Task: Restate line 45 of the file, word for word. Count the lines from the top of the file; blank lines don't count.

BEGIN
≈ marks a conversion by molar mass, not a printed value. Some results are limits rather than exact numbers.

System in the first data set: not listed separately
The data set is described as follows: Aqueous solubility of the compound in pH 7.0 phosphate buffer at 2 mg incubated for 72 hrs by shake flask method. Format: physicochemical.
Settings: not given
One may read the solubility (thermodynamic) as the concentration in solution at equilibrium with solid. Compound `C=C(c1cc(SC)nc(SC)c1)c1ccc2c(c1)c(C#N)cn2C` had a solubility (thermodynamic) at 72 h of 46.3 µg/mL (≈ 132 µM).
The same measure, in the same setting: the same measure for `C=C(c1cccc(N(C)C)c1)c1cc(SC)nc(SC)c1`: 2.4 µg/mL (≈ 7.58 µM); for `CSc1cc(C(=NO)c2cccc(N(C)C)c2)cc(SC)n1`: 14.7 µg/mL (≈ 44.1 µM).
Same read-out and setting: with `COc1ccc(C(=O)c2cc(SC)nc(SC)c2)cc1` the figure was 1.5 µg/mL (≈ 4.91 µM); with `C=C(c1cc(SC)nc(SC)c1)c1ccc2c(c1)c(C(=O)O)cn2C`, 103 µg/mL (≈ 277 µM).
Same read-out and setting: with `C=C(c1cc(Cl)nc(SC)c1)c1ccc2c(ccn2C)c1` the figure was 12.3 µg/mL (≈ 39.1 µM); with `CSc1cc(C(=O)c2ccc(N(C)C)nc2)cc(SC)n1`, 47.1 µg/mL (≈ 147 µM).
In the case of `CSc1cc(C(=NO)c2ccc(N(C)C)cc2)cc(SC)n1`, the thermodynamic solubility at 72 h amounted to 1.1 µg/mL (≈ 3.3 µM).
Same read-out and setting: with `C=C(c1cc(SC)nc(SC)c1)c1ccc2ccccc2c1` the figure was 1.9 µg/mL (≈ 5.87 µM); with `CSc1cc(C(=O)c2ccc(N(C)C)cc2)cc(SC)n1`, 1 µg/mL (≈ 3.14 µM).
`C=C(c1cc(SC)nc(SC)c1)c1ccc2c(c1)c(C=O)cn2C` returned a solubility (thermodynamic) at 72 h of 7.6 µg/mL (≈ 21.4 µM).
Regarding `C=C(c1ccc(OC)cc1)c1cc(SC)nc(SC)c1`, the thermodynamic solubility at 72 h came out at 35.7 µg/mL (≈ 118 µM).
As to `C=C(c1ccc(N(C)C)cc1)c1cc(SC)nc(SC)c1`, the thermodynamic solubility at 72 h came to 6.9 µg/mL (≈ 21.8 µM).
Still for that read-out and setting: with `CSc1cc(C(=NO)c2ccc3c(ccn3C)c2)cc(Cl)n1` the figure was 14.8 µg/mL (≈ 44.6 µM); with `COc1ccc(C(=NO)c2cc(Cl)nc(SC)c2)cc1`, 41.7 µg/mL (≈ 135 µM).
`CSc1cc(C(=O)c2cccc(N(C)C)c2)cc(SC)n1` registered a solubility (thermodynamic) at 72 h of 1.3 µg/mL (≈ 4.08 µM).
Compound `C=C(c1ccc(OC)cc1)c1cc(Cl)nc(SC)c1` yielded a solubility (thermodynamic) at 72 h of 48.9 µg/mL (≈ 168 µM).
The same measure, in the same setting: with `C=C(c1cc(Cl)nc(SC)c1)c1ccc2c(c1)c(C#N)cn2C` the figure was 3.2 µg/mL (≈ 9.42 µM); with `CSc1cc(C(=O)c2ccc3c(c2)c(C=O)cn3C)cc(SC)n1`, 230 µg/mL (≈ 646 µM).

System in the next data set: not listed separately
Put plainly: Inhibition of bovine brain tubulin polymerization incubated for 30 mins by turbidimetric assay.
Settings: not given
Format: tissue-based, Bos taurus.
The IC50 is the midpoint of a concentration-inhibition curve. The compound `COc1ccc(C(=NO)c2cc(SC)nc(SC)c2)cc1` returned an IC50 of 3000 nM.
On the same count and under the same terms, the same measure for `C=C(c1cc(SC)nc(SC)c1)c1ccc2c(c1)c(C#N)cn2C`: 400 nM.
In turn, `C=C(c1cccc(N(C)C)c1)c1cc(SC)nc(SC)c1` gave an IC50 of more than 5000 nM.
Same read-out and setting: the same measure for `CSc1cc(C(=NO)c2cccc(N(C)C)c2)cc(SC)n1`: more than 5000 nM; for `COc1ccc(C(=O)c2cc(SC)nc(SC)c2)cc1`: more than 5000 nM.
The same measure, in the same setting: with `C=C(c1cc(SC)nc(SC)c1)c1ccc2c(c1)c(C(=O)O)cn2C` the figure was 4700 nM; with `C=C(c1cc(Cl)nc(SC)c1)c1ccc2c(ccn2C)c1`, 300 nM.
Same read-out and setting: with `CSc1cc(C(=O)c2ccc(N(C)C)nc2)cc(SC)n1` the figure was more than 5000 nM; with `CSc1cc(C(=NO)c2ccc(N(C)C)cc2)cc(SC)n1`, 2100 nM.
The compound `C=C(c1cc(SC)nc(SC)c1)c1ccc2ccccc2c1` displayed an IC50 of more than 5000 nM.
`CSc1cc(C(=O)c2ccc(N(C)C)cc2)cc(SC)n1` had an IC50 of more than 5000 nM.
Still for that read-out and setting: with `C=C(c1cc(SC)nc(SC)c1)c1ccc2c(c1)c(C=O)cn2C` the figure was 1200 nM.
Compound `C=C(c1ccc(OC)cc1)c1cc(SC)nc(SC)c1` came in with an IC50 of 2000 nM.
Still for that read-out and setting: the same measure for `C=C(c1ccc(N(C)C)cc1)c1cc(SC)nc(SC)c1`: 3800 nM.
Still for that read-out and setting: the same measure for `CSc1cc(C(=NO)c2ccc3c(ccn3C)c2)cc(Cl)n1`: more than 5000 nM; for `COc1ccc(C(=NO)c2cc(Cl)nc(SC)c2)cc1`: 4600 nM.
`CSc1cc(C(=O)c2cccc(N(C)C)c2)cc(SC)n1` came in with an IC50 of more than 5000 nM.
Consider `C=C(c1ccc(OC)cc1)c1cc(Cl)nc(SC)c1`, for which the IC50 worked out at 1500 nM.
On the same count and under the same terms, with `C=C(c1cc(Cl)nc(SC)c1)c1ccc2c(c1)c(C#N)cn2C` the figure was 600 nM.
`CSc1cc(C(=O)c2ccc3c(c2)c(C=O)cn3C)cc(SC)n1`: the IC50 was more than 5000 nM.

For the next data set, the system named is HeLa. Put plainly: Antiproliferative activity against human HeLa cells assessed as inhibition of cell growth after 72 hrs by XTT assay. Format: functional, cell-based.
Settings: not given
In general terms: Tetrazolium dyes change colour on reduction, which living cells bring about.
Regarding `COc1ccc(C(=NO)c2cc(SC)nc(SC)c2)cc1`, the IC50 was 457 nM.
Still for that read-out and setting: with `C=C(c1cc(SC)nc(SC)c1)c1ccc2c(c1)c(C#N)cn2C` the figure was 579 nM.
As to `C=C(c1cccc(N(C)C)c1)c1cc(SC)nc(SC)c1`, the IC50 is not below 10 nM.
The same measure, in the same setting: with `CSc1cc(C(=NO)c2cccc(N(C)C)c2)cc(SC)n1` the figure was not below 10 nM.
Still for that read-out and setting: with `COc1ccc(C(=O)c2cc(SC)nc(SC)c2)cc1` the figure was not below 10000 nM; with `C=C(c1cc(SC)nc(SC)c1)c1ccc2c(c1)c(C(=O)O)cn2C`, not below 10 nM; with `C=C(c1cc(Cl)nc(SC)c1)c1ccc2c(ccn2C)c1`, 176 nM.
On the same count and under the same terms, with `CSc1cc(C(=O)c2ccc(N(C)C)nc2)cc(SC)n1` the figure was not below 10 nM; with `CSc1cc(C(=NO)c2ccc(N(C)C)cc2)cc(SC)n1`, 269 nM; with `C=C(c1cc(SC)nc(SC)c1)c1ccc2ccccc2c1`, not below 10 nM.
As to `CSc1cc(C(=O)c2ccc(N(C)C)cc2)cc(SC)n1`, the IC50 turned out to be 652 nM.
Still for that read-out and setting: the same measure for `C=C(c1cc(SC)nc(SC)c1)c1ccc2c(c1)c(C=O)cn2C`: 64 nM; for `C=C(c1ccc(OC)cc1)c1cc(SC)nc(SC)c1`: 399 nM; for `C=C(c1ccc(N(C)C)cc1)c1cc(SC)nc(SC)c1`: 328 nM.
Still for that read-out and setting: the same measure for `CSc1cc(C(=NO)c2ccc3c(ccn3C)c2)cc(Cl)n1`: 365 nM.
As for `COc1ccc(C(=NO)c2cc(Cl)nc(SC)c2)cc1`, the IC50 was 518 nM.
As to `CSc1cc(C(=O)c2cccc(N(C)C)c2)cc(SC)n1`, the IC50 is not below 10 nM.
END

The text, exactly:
Still for that read-out and setting: with `COc1ccc(C(=O)c2cc(SC)nc(SC)c2)cc1` the figure was not below 10000 nM; with `C=C(c1cc(SC)nc(SC)c1)c1ccc2c(c1)c(C(=O)O)cn2C`, not below 10 nM; with `C=C(c1cc(Cl)nc(SC)c1)c1ccc2c(ccn2C)c1`, 176 nM.